Construction of the $198m plant is to be jointly funded by Microbix and the Hunan provincial government, with the site due to become operational in 2013. A more unusual aspect of the deal will see Microbix construct a replica of the childhood home of Dr Norman Bethune, a Canadian physician who is revered in China for his medical work assisting Chinese communists in resisting the Japanese in the late 1930s.
William Gastle, CEO of Microbix, said: "We've been working for a number of years to bring our technology to market, so today we're delighted to be partnering with the Province of Hunan in building and ultimately operating the most modern and efficient flu vaccine manufacturing facility on the planet. "This will make China a leader in the production of flu vaccines, and Virusmax the technology of choice in helping other manufacturers in other countries expand their capacity to meet the needs of their populations."
For a small biotech such as Microbix to broker a deal with the Chinese government is an impressive feat, which the company put down to meeting the right people and the historic-friendship between Canada and China, symbolized by the construction of Bethune's childhood home. The plant will primarily produce vaccines for the Chinese market but Microbix has said it may consider exporting some depending on the level of demand domestically.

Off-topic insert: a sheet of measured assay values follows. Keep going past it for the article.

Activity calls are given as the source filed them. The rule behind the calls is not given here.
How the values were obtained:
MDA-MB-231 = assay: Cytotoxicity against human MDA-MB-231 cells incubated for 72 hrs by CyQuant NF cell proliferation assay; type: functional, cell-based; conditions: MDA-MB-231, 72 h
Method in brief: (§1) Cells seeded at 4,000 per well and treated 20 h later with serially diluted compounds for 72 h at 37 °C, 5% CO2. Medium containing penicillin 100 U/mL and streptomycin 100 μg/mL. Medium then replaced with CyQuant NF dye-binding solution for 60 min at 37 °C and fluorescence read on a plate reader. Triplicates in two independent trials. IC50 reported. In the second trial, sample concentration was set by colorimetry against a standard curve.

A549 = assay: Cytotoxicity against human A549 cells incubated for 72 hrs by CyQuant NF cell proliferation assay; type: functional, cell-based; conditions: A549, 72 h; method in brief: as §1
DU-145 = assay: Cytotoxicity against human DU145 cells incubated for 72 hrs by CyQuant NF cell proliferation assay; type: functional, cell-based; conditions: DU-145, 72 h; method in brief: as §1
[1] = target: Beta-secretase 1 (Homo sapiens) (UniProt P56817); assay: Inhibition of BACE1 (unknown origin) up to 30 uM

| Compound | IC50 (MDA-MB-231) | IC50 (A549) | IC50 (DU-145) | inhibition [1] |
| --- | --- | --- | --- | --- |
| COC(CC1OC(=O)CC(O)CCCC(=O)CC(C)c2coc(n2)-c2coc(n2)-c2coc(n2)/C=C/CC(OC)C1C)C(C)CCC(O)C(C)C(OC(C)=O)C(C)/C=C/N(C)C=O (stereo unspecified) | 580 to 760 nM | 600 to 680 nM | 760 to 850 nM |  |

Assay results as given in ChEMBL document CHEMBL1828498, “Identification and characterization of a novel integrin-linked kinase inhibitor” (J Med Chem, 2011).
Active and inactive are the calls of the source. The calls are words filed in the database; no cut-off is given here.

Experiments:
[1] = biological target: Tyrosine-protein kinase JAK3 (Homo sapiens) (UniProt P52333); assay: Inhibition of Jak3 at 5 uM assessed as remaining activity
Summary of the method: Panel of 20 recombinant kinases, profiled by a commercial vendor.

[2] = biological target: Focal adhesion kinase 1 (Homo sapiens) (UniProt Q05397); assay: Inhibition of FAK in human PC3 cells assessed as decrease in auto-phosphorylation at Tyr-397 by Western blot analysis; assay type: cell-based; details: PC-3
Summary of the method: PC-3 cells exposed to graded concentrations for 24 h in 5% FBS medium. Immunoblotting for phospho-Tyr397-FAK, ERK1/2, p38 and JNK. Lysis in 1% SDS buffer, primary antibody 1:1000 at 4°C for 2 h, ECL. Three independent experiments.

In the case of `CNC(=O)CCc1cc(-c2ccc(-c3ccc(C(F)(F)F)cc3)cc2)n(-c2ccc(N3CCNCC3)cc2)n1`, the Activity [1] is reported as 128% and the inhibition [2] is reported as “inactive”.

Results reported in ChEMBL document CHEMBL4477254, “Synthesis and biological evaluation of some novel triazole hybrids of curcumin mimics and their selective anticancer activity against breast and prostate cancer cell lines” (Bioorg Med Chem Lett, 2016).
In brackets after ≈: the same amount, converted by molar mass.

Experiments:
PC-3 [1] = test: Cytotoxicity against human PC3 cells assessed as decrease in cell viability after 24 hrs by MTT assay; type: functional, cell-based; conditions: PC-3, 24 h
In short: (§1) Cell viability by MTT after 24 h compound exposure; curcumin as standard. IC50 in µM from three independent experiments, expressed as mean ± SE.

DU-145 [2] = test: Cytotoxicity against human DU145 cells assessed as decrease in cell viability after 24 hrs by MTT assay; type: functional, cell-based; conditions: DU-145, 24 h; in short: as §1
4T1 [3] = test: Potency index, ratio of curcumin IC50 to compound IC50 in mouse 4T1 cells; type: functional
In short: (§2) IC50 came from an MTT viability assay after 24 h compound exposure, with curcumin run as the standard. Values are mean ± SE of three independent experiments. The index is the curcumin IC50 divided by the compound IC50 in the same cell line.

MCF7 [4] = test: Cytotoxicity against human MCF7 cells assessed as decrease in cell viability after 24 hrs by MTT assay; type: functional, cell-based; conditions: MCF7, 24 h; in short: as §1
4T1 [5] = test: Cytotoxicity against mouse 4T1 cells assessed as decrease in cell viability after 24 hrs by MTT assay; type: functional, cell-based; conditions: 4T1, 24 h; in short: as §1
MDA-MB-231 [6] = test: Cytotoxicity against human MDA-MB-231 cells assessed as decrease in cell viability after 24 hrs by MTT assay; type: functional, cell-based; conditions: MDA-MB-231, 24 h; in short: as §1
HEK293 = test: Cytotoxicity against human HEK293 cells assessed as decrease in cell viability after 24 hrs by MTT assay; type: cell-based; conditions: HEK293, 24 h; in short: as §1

China currently only has the capacity to vaccinate around 2 per cent of the target population but intends to increase this to 20 per cent, according to Chen Zhaoxiong, vice governor of Hunan. Achieving this goal will be assisted by the new plant and the use of Microbix's propriety technology, Virusmax, if adopted by the plant. The technology increases yield by harvesting the vaccine which is normally discarded after becoming attached to debris in the allantoic fluid of the chick embryo.
Microbix claims the process is inexpensive to implement and does not create a serious regulatory barrier, owing to the non-toxic substances used in the technique.
Widespread adoption of the technique would assist in boosting global vaccine production levels, which the World Health Organisation believes to be too low to cope with a pandemic outbreak.